Builders Can Work With Banks to Survive the Credit Crunch
In weathering the current housing downturn and credit crunch, builders can negotiate more effectively with their bank by understanding that they have a different set of priorities from their lender and by pursuing proposals that meet the needs of both parties, according to banking experts participating in a Nov. 18 NAHB audio seminar, “Builder Financing: Working with Your Lender in the Credit Crunch.”
“Lenders are not your partners. They are invested in your success only to the extent that their loan is repaid in full,” advised Bill Rothman, Major Builder Group president for IndyMac Federal Bank in Irvine Calif.
Rothman said that builders have several misperceptions about lenders. For example, it is commonly held that lenders don’t want to own real estate, but that isn’t always true when they have other customers who are able to build out the project. And lenders will sue loan guarantors who they believe have assets.
In crafting a successful survival plan, the builder’s priority is to find a way to continue operating under current market conditions while ensuring that the lender gets repayment on the loan in a way that minimizes losses and holds up to regulatory scrutiny, he said.
As a contractor and project manager for the lender, the builder should present a plan that:
- Performs a current project market analysis — determining sub-market conditions, a price point at which the product will sell and a timeframe for settlements
- Quantifies the dollar shortfall
- Quantifies the financial ability to service debt (interest/principal) and builder overhead until the market improves.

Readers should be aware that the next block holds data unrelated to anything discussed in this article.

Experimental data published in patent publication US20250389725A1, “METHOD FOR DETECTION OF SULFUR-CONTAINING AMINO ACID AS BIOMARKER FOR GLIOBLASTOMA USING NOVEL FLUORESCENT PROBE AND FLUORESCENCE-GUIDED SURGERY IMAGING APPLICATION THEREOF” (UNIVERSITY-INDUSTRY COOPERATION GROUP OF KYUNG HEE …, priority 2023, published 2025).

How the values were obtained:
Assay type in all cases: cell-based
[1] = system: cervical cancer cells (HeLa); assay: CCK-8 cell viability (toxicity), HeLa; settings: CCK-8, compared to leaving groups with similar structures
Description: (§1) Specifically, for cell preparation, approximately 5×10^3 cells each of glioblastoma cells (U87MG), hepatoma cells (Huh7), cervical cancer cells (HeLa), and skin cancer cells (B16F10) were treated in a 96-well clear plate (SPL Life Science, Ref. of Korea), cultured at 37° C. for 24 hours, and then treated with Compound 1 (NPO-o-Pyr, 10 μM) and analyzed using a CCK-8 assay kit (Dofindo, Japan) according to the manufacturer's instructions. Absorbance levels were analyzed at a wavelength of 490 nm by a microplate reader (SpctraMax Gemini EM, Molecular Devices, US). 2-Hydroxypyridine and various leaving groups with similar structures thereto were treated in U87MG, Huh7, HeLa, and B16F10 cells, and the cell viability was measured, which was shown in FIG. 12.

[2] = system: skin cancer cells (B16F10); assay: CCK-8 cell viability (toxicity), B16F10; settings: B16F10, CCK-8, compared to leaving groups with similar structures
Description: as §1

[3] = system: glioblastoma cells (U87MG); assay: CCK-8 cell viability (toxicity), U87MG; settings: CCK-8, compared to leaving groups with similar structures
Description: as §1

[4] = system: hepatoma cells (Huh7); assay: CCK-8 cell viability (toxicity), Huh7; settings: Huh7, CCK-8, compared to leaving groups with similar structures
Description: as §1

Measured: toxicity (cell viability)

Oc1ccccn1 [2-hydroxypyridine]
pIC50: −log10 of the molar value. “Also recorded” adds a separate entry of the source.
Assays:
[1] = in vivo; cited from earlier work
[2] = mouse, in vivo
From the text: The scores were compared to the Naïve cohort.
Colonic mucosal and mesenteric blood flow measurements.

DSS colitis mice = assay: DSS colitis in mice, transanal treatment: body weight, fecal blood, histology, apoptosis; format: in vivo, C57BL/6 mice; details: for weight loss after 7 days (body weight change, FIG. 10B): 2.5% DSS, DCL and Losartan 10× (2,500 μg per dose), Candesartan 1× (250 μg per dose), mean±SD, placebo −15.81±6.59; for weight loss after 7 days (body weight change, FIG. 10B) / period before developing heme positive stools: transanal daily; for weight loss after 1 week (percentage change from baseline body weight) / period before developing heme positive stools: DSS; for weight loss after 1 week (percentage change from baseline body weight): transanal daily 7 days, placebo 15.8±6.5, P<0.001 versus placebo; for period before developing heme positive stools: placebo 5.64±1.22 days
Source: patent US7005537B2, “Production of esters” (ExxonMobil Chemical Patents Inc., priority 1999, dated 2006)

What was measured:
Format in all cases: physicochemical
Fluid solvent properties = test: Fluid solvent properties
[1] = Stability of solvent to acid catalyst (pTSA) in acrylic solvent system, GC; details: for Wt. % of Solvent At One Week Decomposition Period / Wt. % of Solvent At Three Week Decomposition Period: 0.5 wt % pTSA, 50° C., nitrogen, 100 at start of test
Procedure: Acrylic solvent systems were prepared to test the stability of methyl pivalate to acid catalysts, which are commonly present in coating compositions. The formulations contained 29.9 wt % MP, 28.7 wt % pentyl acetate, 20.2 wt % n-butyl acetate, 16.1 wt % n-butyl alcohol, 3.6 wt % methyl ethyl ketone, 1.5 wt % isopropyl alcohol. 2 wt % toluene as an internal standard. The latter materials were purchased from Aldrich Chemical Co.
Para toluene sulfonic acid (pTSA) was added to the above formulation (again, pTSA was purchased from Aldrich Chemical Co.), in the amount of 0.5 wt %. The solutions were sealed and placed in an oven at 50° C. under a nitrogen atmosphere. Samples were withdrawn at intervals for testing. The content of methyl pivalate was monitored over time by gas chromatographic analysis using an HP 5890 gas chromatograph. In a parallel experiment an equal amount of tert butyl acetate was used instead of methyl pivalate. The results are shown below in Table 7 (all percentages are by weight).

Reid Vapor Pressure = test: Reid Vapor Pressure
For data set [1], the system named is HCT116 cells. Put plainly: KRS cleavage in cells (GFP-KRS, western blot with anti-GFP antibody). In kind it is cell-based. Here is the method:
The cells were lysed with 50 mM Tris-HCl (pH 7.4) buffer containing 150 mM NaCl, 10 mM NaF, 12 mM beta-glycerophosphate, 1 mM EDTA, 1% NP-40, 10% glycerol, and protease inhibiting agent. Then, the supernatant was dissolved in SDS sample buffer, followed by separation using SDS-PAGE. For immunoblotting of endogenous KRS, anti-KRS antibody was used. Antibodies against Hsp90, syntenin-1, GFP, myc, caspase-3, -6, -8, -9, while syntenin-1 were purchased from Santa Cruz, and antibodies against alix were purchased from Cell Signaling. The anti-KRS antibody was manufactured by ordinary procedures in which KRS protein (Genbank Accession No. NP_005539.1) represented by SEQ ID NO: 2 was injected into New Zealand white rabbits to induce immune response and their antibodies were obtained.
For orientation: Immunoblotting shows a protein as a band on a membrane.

The package of information conveyed to the lender at the meeting should include, at a minimum:
- Current financial statements and project sales/settlement reports with monthly absorption numbers
- Detailed cash flows and valuation analyses with assumptions detailing the timing of settlement revenues, updated costs (hard & soft) in the project budget, expected net cash flow and resulting liquidity
- Analysis of borrower and guarantor contingent liabilities
- A current market study that determines the correlation between supply and demand
- A focus on the future and not past accomplishments
- A realistic assessment of expected performance, providing as much detail as possible, including related assumptions
Once a builder has completed the hard work of developing a plan, there are a number of things that can be done to ensure the best circumstances for negotiating with the lender:
- Minimize the number of participants and include a decision maker
- Maintain a positive environment
- Set an agenda that includes all the existing issues that must be discussed
- Reinforce the benefits of loan repayment as detailed in the plan
- Clearly state and continually reinforce the joint benefits addressed in the plan
- Listen to the lender and carefully weigh options prior to responding or committing to an offer
- Be prepared to make fair concessions in return for time and continued funding
The audio seminar was hosted by The NAHB University of Housing and NAHB’s Housing Finance and Housing Policy Department.
The full audio program with many more tips and insights — including potential legal issues and actions — will be available for purchase on the NAHB Web site soon.
For more information on housing finance issues, e-mail John Dimitri at 800-368-5242 x8529.
For more information on NAHB University of Housing audio seminars, e-mail Mary Knowles, x8057.
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To view or order the “Cost of Doing Business Study” online, click here, or call 800-223-2665.